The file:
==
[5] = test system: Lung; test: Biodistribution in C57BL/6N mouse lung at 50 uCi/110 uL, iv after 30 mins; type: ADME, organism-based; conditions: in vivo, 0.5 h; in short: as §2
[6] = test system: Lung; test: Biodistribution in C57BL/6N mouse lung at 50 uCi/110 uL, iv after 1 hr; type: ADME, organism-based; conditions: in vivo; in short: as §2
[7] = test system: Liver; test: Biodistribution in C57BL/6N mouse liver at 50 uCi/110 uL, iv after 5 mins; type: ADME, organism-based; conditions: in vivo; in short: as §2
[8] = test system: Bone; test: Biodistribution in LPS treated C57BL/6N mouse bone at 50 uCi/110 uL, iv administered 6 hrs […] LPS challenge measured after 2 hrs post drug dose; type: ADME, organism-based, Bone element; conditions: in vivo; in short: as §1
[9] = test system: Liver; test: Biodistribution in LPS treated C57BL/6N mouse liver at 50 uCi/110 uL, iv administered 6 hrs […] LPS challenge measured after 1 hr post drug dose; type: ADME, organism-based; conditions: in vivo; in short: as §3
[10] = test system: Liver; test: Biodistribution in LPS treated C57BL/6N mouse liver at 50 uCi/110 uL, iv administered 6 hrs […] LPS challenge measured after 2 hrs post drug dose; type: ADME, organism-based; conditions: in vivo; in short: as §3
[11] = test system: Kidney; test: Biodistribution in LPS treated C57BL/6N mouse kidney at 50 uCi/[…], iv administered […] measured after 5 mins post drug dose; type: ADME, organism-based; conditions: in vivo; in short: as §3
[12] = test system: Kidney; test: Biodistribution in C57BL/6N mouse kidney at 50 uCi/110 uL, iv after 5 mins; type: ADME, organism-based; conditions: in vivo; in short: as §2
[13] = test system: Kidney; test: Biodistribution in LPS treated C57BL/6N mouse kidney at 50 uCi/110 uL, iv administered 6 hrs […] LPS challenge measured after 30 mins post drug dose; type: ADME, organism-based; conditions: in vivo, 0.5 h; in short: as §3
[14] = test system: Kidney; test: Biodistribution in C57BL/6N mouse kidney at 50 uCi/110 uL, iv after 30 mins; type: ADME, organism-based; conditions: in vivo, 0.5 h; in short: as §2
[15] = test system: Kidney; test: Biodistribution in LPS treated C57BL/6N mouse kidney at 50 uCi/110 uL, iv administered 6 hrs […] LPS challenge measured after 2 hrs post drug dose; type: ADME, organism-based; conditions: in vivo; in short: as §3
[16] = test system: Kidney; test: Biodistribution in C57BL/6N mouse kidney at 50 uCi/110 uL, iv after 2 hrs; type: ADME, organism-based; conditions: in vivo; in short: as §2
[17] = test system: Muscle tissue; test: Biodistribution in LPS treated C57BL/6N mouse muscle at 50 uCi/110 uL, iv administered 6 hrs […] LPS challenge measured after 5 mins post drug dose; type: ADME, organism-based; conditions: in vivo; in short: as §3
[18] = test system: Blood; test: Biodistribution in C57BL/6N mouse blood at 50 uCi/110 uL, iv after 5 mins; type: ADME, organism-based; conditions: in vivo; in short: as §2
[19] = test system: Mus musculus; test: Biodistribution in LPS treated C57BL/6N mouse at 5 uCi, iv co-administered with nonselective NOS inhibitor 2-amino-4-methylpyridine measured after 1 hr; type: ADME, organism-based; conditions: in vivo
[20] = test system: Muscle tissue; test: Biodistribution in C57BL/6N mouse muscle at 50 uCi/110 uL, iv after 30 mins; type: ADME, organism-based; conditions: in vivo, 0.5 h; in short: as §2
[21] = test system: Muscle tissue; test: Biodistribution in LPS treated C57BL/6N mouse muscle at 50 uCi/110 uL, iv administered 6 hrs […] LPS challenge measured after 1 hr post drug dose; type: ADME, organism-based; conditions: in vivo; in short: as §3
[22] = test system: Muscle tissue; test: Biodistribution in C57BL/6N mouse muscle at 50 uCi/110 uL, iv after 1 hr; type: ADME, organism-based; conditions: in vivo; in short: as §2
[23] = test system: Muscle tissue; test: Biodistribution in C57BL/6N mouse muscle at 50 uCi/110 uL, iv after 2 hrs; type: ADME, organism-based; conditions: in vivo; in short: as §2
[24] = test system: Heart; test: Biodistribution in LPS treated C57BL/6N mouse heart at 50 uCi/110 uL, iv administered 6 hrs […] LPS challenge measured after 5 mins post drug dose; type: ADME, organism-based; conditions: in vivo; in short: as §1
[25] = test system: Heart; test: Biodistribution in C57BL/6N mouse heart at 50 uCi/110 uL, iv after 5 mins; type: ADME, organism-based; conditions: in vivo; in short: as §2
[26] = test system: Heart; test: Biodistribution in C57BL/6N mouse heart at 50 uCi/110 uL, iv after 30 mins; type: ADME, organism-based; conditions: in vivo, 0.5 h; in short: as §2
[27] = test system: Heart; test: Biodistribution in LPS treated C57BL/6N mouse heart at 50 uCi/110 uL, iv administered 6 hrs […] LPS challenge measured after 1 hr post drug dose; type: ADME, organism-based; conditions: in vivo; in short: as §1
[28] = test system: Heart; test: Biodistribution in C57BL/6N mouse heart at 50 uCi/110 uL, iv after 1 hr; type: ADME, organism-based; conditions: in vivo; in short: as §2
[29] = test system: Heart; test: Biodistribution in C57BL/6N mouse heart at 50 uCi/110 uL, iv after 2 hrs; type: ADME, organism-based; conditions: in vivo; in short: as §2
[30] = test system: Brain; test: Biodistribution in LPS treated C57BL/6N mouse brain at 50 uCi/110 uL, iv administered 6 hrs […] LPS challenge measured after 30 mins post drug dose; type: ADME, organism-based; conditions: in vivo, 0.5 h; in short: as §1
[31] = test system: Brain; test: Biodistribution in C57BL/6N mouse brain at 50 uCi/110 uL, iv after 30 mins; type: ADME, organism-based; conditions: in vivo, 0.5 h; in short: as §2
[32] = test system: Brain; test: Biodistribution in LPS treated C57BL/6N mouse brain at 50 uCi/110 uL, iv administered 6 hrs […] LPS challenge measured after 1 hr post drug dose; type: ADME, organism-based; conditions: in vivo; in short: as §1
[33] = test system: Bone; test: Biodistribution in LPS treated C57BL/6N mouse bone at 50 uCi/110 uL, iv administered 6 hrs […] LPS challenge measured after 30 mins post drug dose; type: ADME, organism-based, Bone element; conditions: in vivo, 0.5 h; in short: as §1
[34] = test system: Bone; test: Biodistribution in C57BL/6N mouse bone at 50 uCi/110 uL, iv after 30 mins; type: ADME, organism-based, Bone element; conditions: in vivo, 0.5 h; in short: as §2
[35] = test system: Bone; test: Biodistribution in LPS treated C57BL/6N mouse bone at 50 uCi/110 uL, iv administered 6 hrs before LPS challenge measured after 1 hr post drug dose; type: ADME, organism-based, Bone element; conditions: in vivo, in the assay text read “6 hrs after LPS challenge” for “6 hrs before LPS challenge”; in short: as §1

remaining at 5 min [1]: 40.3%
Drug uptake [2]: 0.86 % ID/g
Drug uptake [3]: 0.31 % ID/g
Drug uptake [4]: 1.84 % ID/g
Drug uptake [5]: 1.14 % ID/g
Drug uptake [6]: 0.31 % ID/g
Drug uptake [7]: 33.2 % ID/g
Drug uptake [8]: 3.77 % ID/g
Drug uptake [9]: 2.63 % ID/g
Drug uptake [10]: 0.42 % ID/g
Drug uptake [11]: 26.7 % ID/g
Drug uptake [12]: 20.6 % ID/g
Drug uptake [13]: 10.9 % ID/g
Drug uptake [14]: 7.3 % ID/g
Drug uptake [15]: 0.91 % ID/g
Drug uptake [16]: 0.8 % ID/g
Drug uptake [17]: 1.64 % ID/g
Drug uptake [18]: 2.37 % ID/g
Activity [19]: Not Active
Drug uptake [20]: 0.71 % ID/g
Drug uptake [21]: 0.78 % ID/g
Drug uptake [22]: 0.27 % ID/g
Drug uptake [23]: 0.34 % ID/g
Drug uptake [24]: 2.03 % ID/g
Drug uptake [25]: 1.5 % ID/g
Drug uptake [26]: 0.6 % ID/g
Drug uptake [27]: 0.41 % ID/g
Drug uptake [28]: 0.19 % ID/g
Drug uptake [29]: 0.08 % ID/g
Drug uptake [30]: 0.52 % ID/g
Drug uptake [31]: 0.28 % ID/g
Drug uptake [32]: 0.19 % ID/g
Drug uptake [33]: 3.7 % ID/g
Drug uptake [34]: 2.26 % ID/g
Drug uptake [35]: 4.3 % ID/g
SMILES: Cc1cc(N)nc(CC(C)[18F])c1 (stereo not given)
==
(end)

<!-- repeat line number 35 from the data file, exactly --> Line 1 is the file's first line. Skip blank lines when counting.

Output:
Drug uptake [4]: 1.84 % ID/g